48. Rohlf FJ, Loy A, Corti M (1996) Morphometric analysis of Old World Talpidae (Mammalia, Insectivora) using partial-warp scores. Syst Biol 45:344–362CrossRefGoogle Scholar
  49. Roth VL (1996) Cranial integration in the Sciuridae. Am Zool 36:14–23Google Scholar
  50. Slice D (1999) Morpheus (beta version). Department of Ecology and Evolution, State University of New York, Stony Brook, New YorkGoogle Scholar
  51. Slice D (2001) Landmark coordinates aligned by Procrustes analysis do not lie in Kendall’s shape space. Syst Biol 50:141–149PubMedCrossRefGoogle Scholar
  52. SPSS for Windows (1999) SPSS Inc., versions 9.0.1, 10.0.6. SPSS Inc., ChicagoGoogle Scholar
  53. Statistica for Windows (1993) StatSoft Inc., version 4.5. StatSoft Inc., TulsaGoogle Scholar
  54. Steppan SC, Akhverdyan MR, Lyapunova EA, Fraser DG, Vorontsov NN, Hoffmann RS, Braun MJ (1999) Molecular phylogeny of the marmots (Rodentia, Sciuridae): tests of evolutionary and biogeographic hypotheses. Syst Biol 48:715–734CrossRefPubMedGoogle Scholar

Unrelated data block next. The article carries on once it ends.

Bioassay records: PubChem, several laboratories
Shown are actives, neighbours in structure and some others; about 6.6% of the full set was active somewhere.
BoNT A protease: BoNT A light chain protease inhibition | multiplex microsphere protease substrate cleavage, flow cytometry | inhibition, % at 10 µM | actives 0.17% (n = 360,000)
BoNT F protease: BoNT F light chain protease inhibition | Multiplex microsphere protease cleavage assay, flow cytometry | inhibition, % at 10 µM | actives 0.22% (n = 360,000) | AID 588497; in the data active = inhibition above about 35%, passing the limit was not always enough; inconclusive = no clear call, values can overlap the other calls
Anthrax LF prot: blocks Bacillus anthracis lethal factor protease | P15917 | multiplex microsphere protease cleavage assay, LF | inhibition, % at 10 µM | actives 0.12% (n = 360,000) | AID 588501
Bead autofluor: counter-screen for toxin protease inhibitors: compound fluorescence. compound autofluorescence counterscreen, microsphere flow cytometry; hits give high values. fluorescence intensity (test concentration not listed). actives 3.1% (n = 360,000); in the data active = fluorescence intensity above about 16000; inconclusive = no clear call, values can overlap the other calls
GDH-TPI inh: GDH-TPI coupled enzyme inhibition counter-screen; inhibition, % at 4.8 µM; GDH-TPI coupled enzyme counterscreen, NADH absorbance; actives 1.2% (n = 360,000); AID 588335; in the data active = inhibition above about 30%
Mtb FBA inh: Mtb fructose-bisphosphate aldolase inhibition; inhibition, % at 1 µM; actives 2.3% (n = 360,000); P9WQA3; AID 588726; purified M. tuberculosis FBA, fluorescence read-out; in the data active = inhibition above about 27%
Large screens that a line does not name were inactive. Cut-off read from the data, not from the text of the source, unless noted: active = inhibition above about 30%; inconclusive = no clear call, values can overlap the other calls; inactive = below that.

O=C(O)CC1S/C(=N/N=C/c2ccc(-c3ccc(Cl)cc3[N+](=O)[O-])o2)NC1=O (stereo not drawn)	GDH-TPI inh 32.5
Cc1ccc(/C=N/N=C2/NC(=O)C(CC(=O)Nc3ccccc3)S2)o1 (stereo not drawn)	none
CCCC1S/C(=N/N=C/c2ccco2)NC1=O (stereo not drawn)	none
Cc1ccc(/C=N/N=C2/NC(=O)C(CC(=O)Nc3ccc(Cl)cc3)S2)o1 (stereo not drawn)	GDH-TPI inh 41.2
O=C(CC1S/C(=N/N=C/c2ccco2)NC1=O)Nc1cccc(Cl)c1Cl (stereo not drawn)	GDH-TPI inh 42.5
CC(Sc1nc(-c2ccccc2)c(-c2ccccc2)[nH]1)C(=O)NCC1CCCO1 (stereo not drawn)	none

55. Swiderski DL (2003) Separating size from allometry: analysis of lower jaw morphology in the fox squirrel, Sciurus niger. J Mammal 84:861–876CrossRefGoogle Scholar
  56. Thorington RW, Darrow K (1996) Jaw muscles of Old World squirrels. J Morphol 230:145–165CrossRefPubMedGoogle Scholar
  57. Van Vuren D, Salsbury CM (1992) The relation between premolar wear and age in yellow-bellied marmots, Marmota flaviventris. Can Field-Nat 106:134–136Google Scholar
  58. Velhagen WA, Roth VL (1997) Scaling the mandible in squirrels. J Morphol 232:107–132CrossRefPubMedGoogle Scholar
  59. Voss RS, Marcus LF, Escalante P (1990) Morphological evolution in muroid rodents I. Conservative patterns of craniometric covariance and their ontogenetic basis in the neotropical genus Zygodontomys. Evolution 44:1568–1587CrossRefGoogle Scholar
  60. Zelditch ML, Sheets HD, Fink WD (2000) Spatiotemporal reorganization of growth rates in the evolution of ontogeny. Evolution 54:1363–1371PubMedGoogle Scholar

Copyright information

© Springer-Verlag 2005

Authors and Affiliations

  1. 1.Hull York Medical SchoolThe University of YorkHeslington, YorkUK
  2. 2.Hull York Medical School and Department of BiologyThe University of YorkHeslington, YorkUK
  3. 3.The University of HullHullUK

Personalised recommendations